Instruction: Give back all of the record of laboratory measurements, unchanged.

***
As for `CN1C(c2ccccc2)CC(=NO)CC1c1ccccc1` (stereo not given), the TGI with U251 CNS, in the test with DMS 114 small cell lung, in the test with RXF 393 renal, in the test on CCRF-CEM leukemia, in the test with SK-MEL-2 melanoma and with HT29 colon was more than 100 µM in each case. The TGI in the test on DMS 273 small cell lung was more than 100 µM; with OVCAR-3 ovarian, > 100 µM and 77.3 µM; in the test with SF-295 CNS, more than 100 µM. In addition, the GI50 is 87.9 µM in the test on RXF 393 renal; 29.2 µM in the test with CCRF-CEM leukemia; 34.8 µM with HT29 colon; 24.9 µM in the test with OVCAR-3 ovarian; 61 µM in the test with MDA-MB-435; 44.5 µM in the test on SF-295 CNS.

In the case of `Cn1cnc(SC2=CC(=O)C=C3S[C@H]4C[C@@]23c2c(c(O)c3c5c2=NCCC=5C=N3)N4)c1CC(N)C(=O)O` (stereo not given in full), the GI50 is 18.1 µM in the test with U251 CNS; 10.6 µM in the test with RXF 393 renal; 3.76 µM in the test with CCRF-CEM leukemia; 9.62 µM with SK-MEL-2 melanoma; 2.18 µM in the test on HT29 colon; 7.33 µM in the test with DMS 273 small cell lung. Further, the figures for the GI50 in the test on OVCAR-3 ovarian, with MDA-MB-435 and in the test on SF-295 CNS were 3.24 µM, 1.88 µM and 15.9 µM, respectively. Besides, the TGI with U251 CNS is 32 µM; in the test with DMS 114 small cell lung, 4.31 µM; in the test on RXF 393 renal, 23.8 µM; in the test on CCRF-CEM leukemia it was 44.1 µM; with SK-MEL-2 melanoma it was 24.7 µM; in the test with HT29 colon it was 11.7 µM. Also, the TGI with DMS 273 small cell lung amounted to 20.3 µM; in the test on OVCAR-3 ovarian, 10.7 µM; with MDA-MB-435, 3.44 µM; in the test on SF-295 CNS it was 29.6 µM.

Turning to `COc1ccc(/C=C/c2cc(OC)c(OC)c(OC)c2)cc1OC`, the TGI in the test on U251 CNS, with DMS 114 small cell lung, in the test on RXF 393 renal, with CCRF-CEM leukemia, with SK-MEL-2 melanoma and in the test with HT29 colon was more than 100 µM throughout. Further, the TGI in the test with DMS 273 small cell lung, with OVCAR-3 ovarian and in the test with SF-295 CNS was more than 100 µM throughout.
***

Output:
As for `CN1C(c2ccccc2)CC(=NO)CC1c1ccccc1` (stereo not given), the TGI with U251 CNS, in the test with DMS 114 small cell lung, in the test with RXF 393 renal, in the test on CCRF-CEM leukemia, in the test with SK-MEL-2 melanoma and with HT29 colon was more than 100 µM in each case. The TGI in the test on DMS 273 small cell lung was more than 100 µM; with OVCAR-3 ovarian, > 100 µM and 77.3 µM; in the test with SF-295 CNS, more than 100 µM. In addition, the GI50 is 87.9 µM in the test on RXF 393 renal; 29.2 µM in the test with CCRF-CEM leukemia; 34.8 µM with HT29 colon; 24.9 µM in the test with OVCAR-3 ovarian; 61 µM in the test with MDA-MB-435; 44.5 µM in the test on SF-295 CNS.

In the case of `Cn1cnc(SC2=CC(=O)C=C3S[C@H]4C[C@@]23c2c(c(O)c3c5c2=NCCC=5C=N3)N4)c1CC(N)C(=O)O` (stereo not given in full), the GI50 is 18.1 µM in the test with U251 CNS; 10.6 µM in the test with RXF 393 renal; 3.76 µM in the test with CCRF-CEM leukemia; 9.62 µM with SK-MEL-2 melanoma; 2.18 µM in the test on HT29 colon; 7.33 µM in the test with DMS 273 small cell lung. Further, the figures for the GI50 in the test on OVCAR-3 ovarian, with MDA-MB-435 and in the test on SF-295 CNS were 3.24 µM, 1.88 µM and 15.9 µM, respectively. Besides, the TGI with U251 CNS is 32 µM; in the test with DMS 114 small cell lung, 4.31 µM; in the test on RXF 393 renal, 23.8 µM; in the test on CCRF-CEM leukemia it was 44.1 µM; with SK-MEL-2 melanoma it was 24.7 µM; in the test with HT29 colon it was 11.7 µM. Also, the TGI with DMS 273 small cell lung amounted to 20.3 µM; in the test on OVCAR-3 ovarian, 10.7 µM; with MDA-MB-435, 3.44 µM; in the test on SF-295 CNS it was 29.6 µM.

Turning to `COc1ccc(/C=C/c2cc(OC)c(OC)c(OC)c2)cc1OC`, the TGI in the test on U251 CNS, with DMS 114 small cell lung, in the test on RXF 393 renal, with CCRF-CEM leukemia, with SK-MEL-2 melanoma and in the test with HT29 colon was more than 100 µM throughout. Further, the TGI in the test with DMS 273 small cell lung, with OVCAR-3 ovarian and in the test with SF-295 CNS was more than 100 µM throughout.